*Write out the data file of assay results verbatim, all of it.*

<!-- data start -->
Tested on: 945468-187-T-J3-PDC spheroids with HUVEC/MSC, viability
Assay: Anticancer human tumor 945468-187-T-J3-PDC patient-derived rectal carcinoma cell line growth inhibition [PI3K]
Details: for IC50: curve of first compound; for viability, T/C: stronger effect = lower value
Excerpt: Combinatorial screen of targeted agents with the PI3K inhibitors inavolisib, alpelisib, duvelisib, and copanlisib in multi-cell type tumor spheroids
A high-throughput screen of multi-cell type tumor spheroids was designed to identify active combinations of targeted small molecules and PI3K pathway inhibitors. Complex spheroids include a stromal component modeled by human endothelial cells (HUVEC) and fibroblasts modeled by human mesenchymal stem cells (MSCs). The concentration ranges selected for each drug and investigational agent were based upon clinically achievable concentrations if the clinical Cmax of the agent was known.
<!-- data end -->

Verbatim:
Tested on: 945468-187-T-J3-PDC spheroids with HUVEC/MSC, viability
Assay: Anticancer human tumor 945468-187-T-J3-PDC patient-derived rectal carcinoma cell line growth inhibition [PI3K]
Details: for IC50: curve of first compound; for viability, T/C: stronger effect = lower value
Excerpt: Combinatorial screen of targeted agents with the PI3K inhibitors inavolisib, alpelisib, duvelisib, and copanlisib in multi-cell type tumor spheroids
A high-throughput screen of multi-cell type tumor spheroids was designed to identify active combinations of targeted small molecules and PI3K pathway inhibitors. Complex spheroids include a stromal component modeled by human endothelial cells (HUVEC) and fibroblasts modeled by human mesenchymal stem cells (MSCs). The concentration ranges selected for each drug and investigational agent were based upon clinically achievable concentrations if the clinical Cmax of the agent was known.